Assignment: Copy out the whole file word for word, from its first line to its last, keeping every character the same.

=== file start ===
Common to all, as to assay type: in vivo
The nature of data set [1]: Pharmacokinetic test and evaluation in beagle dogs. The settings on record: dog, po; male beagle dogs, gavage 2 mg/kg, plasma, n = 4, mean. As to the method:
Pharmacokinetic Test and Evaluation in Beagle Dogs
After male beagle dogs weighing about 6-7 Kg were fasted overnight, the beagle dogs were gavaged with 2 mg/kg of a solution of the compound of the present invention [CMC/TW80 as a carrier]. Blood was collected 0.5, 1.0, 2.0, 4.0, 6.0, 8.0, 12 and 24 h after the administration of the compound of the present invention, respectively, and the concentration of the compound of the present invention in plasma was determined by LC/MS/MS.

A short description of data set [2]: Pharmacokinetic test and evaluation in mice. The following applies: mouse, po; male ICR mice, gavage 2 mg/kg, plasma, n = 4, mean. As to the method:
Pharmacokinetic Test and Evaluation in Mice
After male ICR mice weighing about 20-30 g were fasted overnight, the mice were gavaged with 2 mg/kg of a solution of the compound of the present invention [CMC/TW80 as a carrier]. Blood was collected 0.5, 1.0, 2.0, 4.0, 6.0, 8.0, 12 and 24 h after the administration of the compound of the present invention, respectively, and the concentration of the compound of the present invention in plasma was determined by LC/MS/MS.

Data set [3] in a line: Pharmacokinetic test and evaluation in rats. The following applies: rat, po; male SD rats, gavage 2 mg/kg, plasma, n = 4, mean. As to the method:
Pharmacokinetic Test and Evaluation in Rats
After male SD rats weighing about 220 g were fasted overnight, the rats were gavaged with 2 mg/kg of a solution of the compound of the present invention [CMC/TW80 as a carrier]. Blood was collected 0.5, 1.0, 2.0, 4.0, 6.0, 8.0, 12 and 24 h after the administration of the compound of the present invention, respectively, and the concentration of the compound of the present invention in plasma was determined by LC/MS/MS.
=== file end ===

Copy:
Common to all, as to assay type: in vivo
The nature of data set [1]: Pharmacokinetic test and evaluation in beagle dogs. The settings on record: dog, po; male beagle dogs, gavage 2 mg/kg, plasma, n = 4, mean. As to the method:
Pharmacokinetic Test and Evaluation in Beagle Dogs
After male beagle dogs weighing about 6-7 Kg were fasted overnight, the beagle dogs were gavaged with 2 mg/kg of a solution of the compound of the present invention [CMC/TW80 as a carrier]. Blood was collected 0.5, 1.0, 2.0, 4.0, 6.0, 8.0, 12 and 24 h after the administration of the compound of the present invention, respectively, and the concentration of the compound of the present invention in plasma was determined by LC/MS/MS.

A short description of data set [2]: Pharmacokinetic test and evaluation in mice. The following applies: mouse, po; male ICR mice, gavage 2 mg/kg, plasma, n = 4, mean. As to the method:
Pharmacokinetic Test and Evaluation in Mice
After male ICR mice weighing about 20-30 g were fasted overnight, the mice were gavaged with 2 mg/kg of a solution of the compound of the present invention [CMC/TW80 as a carrier]. Blood was collected 0.5, 1.0, 2.0, 4.0, 6.0, 8.0, 12 and 24 h after the administration of the compound of the present invention, respectively, and the concentration of the compound of the present invention in plasma was determined by LC/MS/MS.

Data set [3] in a line: Pharmacokinetic test and evaluation in rats. The following applies: rat, po; male SD rats, gavage 2 mg/kg, plasma, n = 4, mean. As to the method:
Pharmacokinetic Test and Evaluation in Rats
After male SD rats weighing about 220 g were fasted overnight, the rats were gavaged with 2 mg/kg of a solution of the compound of the present invention [CMC/TW80 as a carrier]. Blood was collected 0.5, 1.0, 2.0, 4.0, 6.0, 8.0, 12 and 24 h after the administration of the compound of the present invention, respectively, and the concentration of the compound of the present invention in plasma was determined by LC/MS/MS.